Top 10 to see at Melbourne Art Fair


Melbourne Art Fair is now open, presenting solo shows and works from 59 leading galleries and Indigenous-owned art centres from across the country. With so much to see, we asked curator and writer Kelly Gellatly to tell us her ‘top 10 things’ at this year’s fair—for collectors and art lovers alike.

Hany Armanious, ‘Moth’, 2021. Pigmented polyurethane resin, mica, 17.5 x 77 x 39cm, unique. Courtesy of the artist and Fine Arts, Sydney.

Fine Arts, Sydney: Hany Armanious

Hany Armanious’ Dew Point, 2012 continues the feats of mimesis for which his practice is celebrated, extending the artist’s long exploration of casting objects, and of making perfect replicas of imperfect things. Armanious’s casting destroys both the original and the mould, in effect creating a new artefact that blurs the boundaries between original and copy. His works force a double take, undermining our trust in and experience of known materials through the almost magical transformation he enacts upon them.


Kushana Bush, Carry me to safety, 2021, gouache on paper, 62 x 73.8 cm. Courtesy of the artist and Darren Knight Gallery.

Darren Knight Gallery: Kushana Bush

Kushana Bush’s work draws upon a myriad of historic sources ranging from illuminated manuscripts and early Renaissance frescoes through to Persian miniatures, Mughal painting and Japanese Ukiyo-e prints. Bush’s new body of work contains the hallmarks of her practice—flattened perspective, meticulous detail and a merging of mythological and contemporary worlds. But in this instance her palette is restrained to one colour—pale blue, which is painted on black paper to striking effect.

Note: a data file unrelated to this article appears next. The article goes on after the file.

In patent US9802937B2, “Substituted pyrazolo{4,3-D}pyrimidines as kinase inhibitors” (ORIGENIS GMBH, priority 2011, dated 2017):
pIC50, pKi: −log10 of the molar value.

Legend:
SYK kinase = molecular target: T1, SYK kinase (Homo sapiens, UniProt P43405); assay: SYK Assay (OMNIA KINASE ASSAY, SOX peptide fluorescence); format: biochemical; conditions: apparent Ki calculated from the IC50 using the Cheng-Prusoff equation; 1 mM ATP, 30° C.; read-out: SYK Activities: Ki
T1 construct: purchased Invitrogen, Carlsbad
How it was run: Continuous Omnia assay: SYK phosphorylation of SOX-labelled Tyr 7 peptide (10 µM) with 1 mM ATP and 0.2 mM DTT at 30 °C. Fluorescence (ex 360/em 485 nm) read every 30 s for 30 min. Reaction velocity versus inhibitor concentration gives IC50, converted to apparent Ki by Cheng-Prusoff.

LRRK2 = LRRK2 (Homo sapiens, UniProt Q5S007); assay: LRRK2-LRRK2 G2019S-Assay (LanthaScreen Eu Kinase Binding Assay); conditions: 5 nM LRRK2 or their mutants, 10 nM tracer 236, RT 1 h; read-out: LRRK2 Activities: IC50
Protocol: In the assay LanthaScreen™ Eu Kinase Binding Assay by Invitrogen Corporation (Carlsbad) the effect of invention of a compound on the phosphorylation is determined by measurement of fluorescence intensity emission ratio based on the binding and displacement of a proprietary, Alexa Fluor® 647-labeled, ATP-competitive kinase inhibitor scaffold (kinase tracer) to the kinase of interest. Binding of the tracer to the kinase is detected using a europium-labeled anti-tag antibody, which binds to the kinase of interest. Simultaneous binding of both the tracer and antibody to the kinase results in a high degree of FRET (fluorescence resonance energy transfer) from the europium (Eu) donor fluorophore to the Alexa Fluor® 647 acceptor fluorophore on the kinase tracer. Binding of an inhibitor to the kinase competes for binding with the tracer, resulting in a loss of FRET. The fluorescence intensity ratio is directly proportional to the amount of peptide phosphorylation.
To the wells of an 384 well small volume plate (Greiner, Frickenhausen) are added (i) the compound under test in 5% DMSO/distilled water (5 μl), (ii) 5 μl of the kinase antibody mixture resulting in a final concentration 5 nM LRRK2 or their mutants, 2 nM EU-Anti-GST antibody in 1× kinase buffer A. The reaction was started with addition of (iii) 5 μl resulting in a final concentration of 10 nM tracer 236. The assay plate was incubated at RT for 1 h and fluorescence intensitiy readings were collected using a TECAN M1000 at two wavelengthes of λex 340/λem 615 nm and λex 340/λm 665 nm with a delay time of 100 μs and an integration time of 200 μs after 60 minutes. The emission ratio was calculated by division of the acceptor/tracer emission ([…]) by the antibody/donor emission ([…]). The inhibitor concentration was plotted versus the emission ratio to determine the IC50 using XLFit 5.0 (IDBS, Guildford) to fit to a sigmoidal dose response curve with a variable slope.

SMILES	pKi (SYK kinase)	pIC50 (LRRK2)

Gunter Christmann, CALIPHA, 1981-1987, acrylic on canvas, 122.00 x 122.00 x 2.25 cm. Photograph by Mark Ashkanasy.

The Commercial: Gunter Christmann

Often described as “an artist’s artist”, Gunter Christmann (1936-2013) deserves to be far better known and celebrated in this country, and his complex idiosyncratic oeuvre has much to teach younger generations of painters. On a constant quest for new ideas and areas of exploration, his work shifted stylistically across his career, yet both an interest in the world around him and the role of chance, and a desire to work experimentally, remained central to his oeuvre.


Emily Floyd, Surplus Labour, 2021, (detail) aluminium, mica flakes, wood, lead, steel fixtures, two-part epoxy paint, synthetic polymer paint, polyurethane coating, 6 x sculptures, 100 x 70 x 40 cm; 1 x sculpture 100 x 80 x 50 cm. Photograph: Christian Capurro. © Emily Floyd. Courtesy the artist & Anna Schwartz Gallery.

Anna Schwartz Gallery: Emily Floyd

Emily Floyd’s Surplus Labour, 2022, comprises a “family of philosophical owls” originally carved as models for a childrens’ reading pavilion. Embodying, in a very real sense, the artist’s own ‘surplus’, the installation draws upon sculptural models and propositions created by Floyd over the course of her public art practice, and continues her ongoing investigations into socially engaged design, social and community structures, experimental education and the legacies of modernism.


LAST Collective (Beth Arnold, Melanie Irwin, Katie Lee, Clare Rae, Hanna Tai), ‘Composition with Air and Space (Beach Ball)’, 2020, Documentation of performance, dimensions variable. Courtesy the artists and @last_collective.

LAST Collective (part of PROJECT ROOMS)

LAST Collective comprises artists Beth Arnold, Melanie Irwin, Katie Lee, Clare Rae and Hanna Tai. With a focus on performative practice, LAST is bound by a belief in the power and possibilities of independent artists working together in communities of practice and the affinities across their individual work in terms of the principles of light, air, space and time (LAST).